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Take My Dog, Please

Updated on June 18, 2013

Our New Baby

When we had our first child many years ago, I had no clue what the hell I was doing. I had always found babies to be somewhat frightening. You just never knew when that little bundle of joy might break out into loud wailing or leave a little gift in his or her diaper. Plus, I always had this nagging sensation that I wasn't holding the baby quite right, which might then contribute to the previously mentioned issues. Thankfully, I was never primarily responsible for any babies, so if a problem arose, I could just pass the child off to someone more qualified. I could then walk away, eventually go home to a babyless environment, and sleep without any interruptions. It wasn't that I disliked babies. I just didn't want to do the work involved with taking care of them.

When the babies finally came, I was actually surprised by how quickly I adapted. I eventually became fairly skilled at changing diapers, learned how to pack a baby bag, developed stroller folding skills, became an expert at playing with Disney princesses, and could hold our daughters in various positions without causing them any apparent harm. People who knew me mentioned on many occasions how surprised they were by my parenting skills. But I have never been anything close to the perfect parent, and while I became pretty good at the various tasks of baby care, there was always one underlying frustration during my two daughters' early years: the loss of any control over my time. Because babies and small children require almost constant attention, I found it very difficult to just sit down and do the various things that I had always taken for granted. So when we finally reached the point where both of them were going to school full time, it was liberating to have some blocks of time to do whatever I wanted or needed to do without distraction or interruption.

One thing I was able to do was write blog posts and eventually compile a book. But as my Hubpages account indicates, I have not been writing very much lately. And while I can cite a few excuses for this, a major one is that furball that you see in the picture above. My brother and sister-in-law decided to "bless" us with that little puppy for Christmas, and thus far, it has been like adding another baby to the household. Only this time, it was not with my consent. So I have found myself over much of this winter "break" playing a significant role in the care and training of our new family member, which mostly consists of taking her outside to pee and trying - often in vain - to stop her from chewing on everything.

I tried to stop this from happening. I made excellent arguments and predictions to plead my case, all of which have already started to play themselves out. But it was all to no avail, and that same feeling of losing control over my time has returned. And since things were already busy before the dog's arrival, this sudden change has pushed me closer to the edge. So there might not be many blog posts in my near future. Since there are so many things that I need and want to do, something has got to give. My only consolation, I guess, is that dogs age faster than humans, so I don't have to wait as long for the toddler stage to be over.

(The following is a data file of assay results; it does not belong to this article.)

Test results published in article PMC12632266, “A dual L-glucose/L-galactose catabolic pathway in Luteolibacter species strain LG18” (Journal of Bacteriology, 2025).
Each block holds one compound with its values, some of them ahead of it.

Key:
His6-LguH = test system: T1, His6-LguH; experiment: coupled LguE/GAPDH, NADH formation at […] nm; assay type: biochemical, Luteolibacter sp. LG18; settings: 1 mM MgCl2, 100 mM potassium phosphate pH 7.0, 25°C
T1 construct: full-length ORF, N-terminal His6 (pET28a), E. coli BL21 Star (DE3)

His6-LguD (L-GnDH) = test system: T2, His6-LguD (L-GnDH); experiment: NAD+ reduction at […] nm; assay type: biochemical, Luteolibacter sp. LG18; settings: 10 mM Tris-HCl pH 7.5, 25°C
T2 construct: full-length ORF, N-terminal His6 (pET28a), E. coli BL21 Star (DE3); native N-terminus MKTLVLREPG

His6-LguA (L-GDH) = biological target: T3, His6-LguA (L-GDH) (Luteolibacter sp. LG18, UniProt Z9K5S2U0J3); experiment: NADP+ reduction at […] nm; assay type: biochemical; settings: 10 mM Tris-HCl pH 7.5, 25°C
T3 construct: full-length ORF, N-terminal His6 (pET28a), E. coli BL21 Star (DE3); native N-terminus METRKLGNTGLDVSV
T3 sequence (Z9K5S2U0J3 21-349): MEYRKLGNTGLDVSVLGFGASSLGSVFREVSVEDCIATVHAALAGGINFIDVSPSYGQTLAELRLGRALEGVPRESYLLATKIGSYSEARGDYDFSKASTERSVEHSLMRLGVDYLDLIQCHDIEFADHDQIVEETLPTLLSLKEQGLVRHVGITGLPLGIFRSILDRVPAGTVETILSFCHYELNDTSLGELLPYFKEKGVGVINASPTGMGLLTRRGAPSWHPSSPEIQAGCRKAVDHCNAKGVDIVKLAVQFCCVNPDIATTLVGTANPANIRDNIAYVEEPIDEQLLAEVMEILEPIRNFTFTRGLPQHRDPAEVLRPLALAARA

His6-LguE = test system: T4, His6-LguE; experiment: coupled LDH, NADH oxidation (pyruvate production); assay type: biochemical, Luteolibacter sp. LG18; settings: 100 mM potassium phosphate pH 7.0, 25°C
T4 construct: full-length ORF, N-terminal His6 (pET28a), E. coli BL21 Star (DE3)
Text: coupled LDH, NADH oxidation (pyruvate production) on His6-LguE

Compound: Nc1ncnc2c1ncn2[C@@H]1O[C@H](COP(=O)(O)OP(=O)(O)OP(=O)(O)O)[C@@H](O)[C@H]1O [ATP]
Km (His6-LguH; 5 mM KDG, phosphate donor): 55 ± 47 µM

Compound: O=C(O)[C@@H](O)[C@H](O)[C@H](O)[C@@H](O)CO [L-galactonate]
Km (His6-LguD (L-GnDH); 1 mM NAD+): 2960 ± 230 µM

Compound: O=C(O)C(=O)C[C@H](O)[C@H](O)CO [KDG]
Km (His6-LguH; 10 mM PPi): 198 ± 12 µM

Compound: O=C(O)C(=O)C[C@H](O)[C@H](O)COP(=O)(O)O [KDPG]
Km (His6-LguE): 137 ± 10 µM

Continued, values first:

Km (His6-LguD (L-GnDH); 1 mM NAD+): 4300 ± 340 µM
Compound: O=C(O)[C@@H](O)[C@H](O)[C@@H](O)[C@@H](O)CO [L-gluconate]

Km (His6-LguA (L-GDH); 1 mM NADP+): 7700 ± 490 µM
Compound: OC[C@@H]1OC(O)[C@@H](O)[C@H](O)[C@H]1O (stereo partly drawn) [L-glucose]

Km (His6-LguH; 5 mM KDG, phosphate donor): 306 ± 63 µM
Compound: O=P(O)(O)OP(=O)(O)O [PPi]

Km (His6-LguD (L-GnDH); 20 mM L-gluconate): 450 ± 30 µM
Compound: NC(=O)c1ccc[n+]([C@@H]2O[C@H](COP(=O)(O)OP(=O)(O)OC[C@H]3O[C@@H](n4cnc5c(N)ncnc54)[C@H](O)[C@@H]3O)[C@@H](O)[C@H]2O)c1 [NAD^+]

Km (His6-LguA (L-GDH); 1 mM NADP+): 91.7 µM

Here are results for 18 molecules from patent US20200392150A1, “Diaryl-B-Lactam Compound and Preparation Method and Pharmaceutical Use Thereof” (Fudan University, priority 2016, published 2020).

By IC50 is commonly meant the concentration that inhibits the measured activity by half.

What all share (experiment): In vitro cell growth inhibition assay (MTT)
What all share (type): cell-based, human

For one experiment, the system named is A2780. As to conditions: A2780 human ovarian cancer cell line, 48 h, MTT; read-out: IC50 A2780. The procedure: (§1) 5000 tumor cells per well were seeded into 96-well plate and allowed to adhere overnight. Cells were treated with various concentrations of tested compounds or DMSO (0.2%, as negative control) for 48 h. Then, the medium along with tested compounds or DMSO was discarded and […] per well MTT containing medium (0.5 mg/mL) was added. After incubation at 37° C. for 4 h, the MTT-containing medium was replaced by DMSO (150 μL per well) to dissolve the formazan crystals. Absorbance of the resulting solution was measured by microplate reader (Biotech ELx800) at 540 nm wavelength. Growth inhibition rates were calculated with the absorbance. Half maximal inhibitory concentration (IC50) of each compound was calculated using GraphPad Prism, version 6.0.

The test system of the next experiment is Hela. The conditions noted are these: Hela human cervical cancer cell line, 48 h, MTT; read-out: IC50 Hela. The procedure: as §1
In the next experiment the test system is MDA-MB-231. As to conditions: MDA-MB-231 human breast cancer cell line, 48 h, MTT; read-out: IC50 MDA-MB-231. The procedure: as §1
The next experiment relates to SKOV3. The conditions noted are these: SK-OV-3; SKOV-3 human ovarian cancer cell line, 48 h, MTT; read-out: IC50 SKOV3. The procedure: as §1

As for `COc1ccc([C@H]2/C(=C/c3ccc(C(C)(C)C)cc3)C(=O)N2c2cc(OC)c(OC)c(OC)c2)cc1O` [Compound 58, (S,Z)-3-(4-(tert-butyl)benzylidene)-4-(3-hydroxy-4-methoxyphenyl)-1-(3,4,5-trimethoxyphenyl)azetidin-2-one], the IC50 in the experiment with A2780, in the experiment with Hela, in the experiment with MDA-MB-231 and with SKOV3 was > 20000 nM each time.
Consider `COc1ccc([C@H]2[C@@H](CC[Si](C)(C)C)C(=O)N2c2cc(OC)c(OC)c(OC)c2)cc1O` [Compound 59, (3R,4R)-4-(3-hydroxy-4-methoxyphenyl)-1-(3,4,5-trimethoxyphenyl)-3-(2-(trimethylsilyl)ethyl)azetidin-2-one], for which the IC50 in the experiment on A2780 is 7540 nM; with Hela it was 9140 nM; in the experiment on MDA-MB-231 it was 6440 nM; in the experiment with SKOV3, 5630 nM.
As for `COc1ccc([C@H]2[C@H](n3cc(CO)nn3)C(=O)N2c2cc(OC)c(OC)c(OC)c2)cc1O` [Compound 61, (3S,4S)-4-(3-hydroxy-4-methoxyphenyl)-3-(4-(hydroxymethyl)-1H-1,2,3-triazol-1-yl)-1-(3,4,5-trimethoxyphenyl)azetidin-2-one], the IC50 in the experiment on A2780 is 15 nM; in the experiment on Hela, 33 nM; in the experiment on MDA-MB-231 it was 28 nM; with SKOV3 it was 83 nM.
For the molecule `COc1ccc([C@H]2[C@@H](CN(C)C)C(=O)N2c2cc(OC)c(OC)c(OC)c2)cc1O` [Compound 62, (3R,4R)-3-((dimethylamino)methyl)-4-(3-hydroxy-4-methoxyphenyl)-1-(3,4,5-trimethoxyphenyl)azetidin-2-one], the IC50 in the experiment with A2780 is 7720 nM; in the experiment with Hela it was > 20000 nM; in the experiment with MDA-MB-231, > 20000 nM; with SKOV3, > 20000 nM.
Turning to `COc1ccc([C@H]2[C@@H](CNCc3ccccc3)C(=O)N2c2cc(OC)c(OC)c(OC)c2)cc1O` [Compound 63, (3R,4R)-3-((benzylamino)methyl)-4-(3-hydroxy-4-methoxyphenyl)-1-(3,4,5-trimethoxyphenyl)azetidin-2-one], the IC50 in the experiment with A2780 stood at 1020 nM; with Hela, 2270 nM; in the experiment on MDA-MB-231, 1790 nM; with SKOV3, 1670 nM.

Things would be easier if I wasn't such a damn pushover. I am tempted when home alone to just put the dog into her little enclosure and pretend that she isn't there. It wasn't my idea, after all. But when she stares at me with those little eyes, or she starts with that high-pitched whimper, I can't help picking her up, taking her for a walk, or doing something to keep her entertained. The idea of a cooped up animal has always made me depressed, which is part of the reason I never wanted any pets. So if things continue to go as I predicted, the kids will become increasingly bored with the dog, and I will be the one left holding the bag (in some cases, literally).

These days, I find myself playing around with various scenarios to make the dog go away, none of which are very appealing. She is not a bad puppy, after all. She is just a typical puppy, a creature that I never wanted to reside full-time in my home. But it may already be too late, and the healthiest thing I can do is something I have never done very well: face up to reality and accept my fate. The kids are happy, after all, and even I have to admit that it's hard to stay angry at that little puppy dog face. Dogs have been sucking humans in for thousands of years, so why should I be any different?

The funny thing is that I often find myself missing the days when my kids were small. It was a hell of a lot of work, and life was often chaotic, but it was also filled with moments that were some of the best I will ever have. And there are no relationships that can compare with the ones I have with my kids. So as hard as it is to imagine now, maybe I will someday miss these days when our dog was a puppy. But I doubt it.


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